The heart is the organ that is said to generate or have dominion over the shen. When sleeping it is said that the shen retires into the heart. What this statement means from a practical standpoint is that when someone is having a hard time finding peaceful sleep it implies that somehow the heart is being energetically disturbed.

Acupuncture treats the body and the mind. I’ve spoken about the body-mind connection in a previous blog post. If you’ve read that post you know that it is actually impossible to treat the mind without the body and vice versa.

If you are experience issues with mental alertness or problems with sleep, you are experiencing an imbalanced shen. Acupuncture may be able to help.

To see if acupuncture might be right for you, give us a call at our Durham location or you may call us at 919-228-8448. If you find it easier to make an appointment online, you can simply click here to use our online schedule to set up a free face-to-face consultation.

Quench Summer Heat

It is so hot this time of year here in North Carolina. It’s a perfect time to talk about “external pathogenic heat”. With temperatures at or above 100 degrees lately, fatigue and dehydration due to heat exposure are not abstract concepts right now.

Watermelon for summer heatYou may be familiar with the concept of heat exhaustion and heat stroke from western medicine. Chinese medicine also concerns itself with injury to the body due to exposure to excess environmental heat. Having been at it for a few thousand years longer than western medicine, Chinese medicine goes beyond simple rest and rehydration protocols. Certain foods and herbs have been identified as particularly good for “beating the heat”. Here are a few you can use:

Watermelon- everyone knows that it is delicious and refreshing this time of year. Our bodies intuitively know that it is energetically cooling as well as hydrating.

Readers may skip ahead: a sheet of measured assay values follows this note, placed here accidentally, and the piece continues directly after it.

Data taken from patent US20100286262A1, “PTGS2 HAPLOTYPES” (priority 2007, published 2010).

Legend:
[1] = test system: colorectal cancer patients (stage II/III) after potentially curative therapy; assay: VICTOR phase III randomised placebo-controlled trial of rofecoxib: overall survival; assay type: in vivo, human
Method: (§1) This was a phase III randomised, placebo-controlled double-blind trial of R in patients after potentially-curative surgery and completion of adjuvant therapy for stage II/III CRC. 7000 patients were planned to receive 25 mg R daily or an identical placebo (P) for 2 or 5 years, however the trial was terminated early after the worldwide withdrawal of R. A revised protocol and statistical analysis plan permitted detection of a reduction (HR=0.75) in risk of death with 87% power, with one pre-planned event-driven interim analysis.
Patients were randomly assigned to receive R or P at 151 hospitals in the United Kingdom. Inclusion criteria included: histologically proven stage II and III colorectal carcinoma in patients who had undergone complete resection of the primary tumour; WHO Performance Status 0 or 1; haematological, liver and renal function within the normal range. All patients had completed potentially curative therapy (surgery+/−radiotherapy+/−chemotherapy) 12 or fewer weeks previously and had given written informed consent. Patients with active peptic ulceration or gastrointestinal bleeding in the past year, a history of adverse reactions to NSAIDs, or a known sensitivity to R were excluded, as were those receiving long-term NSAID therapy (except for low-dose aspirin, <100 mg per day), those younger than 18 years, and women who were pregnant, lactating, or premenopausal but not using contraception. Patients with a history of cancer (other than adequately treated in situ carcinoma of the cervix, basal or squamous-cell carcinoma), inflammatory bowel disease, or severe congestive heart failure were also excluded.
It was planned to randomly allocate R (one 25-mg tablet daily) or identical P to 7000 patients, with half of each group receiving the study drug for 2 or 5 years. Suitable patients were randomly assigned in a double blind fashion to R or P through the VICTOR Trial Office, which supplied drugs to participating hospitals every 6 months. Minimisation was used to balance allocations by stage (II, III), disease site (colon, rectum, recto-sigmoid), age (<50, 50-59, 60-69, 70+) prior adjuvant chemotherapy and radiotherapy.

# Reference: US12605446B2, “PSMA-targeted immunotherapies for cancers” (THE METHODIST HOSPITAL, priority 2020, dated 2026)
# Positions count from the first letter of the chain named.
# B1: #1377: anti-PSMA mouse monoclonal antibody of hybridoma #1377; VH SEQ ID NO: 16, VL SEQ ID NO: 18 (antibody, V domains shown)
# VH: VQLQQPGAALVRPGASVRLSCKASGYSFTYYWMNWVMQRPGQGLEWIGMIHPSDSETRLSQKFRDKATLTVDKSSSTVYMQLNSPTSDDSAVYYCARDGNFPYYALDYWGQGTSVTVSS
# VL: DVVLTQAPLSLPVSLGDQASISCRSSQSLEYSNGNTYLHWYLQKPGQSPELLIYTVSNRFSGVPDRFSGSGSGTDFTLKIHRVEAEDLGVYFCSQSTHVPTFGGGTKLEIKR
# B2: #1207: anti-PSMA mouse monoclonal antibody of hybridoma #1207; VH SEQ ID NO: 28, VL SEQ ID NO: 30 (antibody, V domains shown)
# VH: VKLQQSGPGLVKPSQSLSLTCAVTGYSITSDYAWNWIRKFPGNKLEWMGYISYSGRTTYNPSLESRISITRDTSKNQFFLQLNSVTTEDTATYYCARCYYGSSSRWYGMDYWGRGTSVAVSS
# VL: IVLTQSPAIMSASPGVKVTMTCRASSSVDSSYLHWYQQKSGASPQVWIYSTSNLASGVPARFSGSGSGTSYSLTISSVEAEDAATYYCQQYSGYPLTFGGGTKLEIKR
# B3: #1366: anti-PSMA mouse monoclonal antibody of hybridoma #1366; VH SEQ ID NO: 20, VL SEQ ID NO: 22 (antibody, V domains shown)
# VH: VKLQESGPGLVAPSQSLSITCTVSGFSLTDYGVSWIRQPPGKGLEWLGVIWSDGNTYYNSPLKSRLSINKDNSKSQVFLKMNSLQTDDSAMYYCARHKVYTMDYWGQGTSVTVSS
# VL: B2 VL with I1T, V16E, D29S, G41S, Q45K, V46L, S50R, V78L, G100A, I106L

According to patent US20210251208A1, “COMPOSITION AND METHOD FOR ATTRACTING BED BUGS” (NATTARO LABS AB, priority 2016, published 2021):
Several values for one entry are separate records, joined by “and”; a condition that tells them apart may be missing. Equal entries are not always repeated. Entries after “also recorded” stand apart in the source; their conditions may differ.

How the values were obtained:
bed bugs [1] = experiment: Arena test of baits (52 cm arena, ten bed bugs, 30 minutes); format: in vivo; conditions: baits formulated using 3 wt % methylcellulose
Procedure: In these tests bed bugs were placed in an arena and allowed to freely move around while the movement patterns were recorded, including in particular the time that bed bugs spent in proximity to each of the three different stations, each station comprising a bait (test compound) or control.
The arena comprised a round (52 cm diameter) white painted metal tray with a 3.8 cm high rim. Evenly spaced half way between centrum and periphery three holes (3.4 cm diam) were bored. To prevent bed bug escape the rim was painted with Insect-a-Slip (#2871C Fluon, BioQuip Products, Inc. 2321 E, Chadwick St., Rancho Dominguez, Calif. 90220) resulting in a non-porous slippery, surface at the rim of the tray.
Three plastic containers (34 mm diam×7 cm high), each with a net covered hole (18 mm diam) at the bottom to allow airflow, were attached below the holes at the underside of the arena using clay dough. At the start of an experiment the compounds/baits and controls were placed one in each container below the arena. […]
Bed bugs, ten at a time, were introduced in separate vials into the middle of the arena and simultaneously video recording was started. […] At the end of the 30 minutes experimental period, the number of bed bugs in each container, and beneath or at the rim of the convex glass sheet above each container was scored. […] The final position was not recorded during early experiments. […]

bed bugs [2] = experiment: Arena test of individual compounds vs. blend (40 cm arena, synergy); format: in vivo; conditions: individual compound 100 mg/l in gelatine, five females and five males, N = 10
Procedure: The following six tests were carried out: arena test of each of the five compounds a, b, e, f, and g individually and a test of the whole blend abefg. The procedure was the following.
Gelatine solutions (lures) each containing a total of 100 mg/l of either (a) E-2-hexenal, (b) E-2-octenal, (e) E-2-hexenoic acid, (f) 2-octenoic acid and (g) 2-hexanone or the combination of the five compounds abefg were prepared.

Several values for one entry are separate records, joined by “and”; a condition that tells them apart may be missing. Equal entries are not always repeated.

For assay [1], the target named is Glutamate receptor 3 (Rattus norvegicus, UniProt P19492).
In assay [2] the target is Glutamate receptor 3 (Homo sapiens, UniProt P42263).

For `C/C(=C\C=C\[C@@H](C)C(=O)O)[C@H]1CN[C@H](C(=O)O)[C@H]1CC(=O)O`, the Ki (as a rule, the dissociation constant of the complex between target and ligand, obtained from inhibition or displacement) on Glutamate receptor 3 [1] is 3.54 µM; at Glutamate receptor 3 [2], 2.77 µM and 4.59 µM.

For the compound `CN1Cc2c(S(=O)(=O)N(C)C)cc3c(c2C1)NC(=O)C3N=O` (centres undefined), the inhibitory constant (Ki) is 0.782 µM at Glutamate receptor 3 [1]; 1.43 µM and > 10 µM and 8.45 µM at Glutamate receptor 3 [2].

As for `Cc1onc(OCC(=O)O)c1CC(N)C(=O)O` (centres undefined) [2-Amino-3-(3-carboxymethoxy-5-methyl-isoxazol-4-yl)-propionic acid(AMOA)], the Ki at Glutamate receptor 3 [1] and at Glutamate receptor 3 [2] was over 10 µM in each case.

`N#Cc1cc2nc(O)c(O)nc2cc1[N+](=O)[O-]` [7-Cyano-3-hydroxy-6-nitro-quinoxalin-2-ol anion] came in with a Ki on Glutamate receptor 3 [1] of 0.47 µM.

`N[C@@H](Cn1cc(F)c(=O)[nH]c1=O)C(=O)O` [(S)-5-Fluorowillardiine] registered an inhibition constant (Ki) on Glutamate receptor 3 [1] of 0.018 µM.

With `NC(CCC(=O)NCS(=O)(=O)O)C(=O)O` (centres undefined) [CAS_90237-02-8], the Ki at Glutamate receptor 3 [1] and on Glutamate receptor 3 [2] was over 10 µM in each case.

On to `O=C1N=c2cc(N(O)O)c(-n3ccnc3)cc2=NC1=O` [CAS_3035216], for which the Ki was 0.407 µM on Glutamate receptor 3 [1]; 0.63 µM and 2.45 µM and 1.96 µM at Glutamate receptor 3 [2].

Mung beans- not as fun and delicious as watermelon, mung beans are a traditional cooling therapy. You can often find these in an Asian grocery. In summertime these are often made into a cooling soup. You can even boil the beans in a few cups of water to make a cooling tea.

Chrysanthemum flower- also often found in an Asian grocery these dried flowers make a delicate and lovely tea that has cooling properties. Just drop a few flowers into some hot water or hot green tea.

Green tea- easy to find and, unlike coffee, has a cooling effect on the body.

Stay cool out there!

To see if acupuncture might be right for you, give us a call at our Durham location or you may call us at 919-228-8448. If you find it easier to make an appointment online, you can simply click here to use our online schedule to set up a free face-to-face consultation.

The Mind-Body Connection

The Mind Body Connection

In the west when we speak of the mind-body connection we typically are considering it in a fairly limited way. We separate the concepts of mind from the concept of body as if they two were separate entities that communicate. We speak as if the mind and body require some sort of connection. Perhaps the mind communicates to the body through telegraph, or a system of interconnected tubes.

In the context of Chinese Medicine (and others) the mind and body are seen as different aspects of a single entity. There is no need to identify a connection between them because they are one. This is why some write “body-mind” or “bodymind” in deference to this notion.

The organs of the body create the aspects of the mind. Conversely the mind affects the functioning of the organs of the body. Chinese Medicine and acupuncture theory goes farther than this to identify the specific relationships between the body systems and various aspects of the mental state.

It is because of this that acupuncture provides such a powerful tool to tune and balance the “bodymind”. In future posts I will go in to more specific detail about these mind-body relationships and how they affect the state of your holistic health.

To see if acupuncture might be right for you, give us a call at our Durham location or you may call us at 919-228-8448. If you find it easier to make an appointment online, you can simply click here to use our online schedule to set up a free face-to-face consultation.